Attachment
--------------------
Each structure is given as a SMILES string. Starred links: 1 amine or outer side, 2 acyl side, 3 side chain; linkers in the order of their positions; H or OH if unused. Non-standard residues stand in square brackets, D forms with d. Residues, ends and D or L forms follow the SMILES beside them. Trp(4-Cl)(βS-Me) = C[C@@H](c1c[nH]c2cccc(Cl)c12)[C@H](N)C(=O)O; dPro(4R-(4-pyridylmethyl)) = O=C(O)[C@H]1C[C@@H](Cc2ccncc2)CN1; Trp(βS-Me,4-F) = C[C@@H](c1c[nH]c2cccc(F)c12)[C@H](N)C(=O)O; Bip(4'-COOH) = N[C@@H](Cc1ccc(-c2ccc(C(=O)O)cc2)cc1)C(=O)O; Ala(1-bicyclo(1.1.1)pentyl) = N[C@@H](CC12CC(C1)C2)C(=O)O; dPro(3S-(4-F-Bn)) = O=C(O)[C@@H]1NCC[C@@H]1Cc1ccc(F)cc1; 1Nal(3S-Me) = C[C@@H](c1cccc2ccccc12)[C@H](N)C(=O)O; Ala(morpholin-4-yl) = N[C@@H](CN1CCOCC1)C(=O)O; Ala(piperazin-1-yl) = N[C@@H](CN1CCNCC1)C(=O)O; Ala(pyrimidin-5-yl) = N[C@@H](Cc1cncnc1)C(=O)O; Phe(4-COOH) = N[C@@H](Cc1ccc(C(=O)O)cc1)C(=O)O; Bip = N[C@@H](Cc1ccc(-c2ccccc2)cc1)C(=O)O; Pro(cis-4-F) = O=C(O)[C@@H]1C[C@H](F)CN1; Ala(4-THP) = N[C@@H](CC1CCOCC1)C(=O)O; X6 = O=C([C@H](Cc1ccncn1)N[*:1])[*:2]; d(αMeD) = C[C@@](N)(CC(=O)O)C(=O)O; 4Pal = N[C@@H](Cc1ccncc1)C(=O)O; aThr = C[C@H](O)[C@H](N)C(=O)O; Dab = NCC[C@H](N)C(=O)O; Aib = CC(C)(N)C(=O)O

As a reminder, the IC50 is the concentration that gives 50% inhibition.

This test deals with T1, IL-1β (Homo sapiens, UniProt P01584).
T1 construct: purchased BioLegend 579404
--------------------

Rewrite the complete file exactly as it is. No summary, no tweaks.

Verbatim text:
Each structure is given as a SMILES string. Starred links: 1 amine or outer side, 2 acyl side, 3 side chain; linkers in the order of their positions; H or OH if unused. Non-standard residues stand in square brackets, D forms with d. Residues, ends and D or L forms follow the SMILES beside them. Trp(4-Cl)(βS-Me) = C[C@@H](c1c[nH]c2cccc(Cl)c12)[C@H](N)C(=O)O; dPro(4R-(4-pyridylmethyl)) = O=C(O)[C@H]1C[C@@H](Cc2ccncc2)CN1; Trp(βS-Me,4-F) = C[C@@H](c1c[nH]c2cccc(F)c12)[C@H](N)C(=O)O; Bip(4'-COOH) = N[C@@H](Cc1ccc(-c2ccc(C(=O)O)cc2)cc1)C(=O)O; Ala(1-bicyclo(1.1.1)pentyl) = N[C@@H](CC12CC(C1)C2)C(=O)O; dPro(3S-(4-F-Bn)) = O=C(O)[C@@H]1NCC[C@@H]1Cc1ccc(F)cc1; 1Nal(3S-Me) = C[C@@H](c1cccc2ccccc12)[C@H](N)C(=O)O; Ala(morpholin-4-yl) = N[C@@H](CN1CCOCC1)C(=O)O; Ala(piperazin-1-yl) = N[C@@H](CN1CCNCC1)C(=O)O; Ala(pyrimidin-5-yl) = N[C@@H](Cc1cncnc1)C(=O)O; Phe(4-COOH) = N[C@@H](Cc1ccc(C(=O)O)cc1)C(=O)O; Bip = N[C@@H](Cc1ccc(-c2ccccc2)cc1)C(=O)O; Pro(cis-4-F) = O=C(O)[C@@H]1C[C@H](F)CN1; Ala(4-THP) = N[C@@H](CC1CCOCC1)C(=O)O; X6 = O=C([C@H](Cc1ccncn1)N[*:1])[*:2]; d(αMeD) = C[C@@](N)(CC(=O)O)C(=O)O; 4Pal = N[C@@H](Cc1ccncc1)C(=O)O; aThr = C[C@H](O)[C@H](N)C(=O)O; Dab = NCC[C@H](N)C(=O)O; Aib = CC(C)(N)C(=O)O

As a reminder, the IC50 is the concentration that gives 50% inhibition.

This test deals with T1, IL-1β (Homo sapiens, UniProt P01584).
T1 construct: purchased BioLegend 579404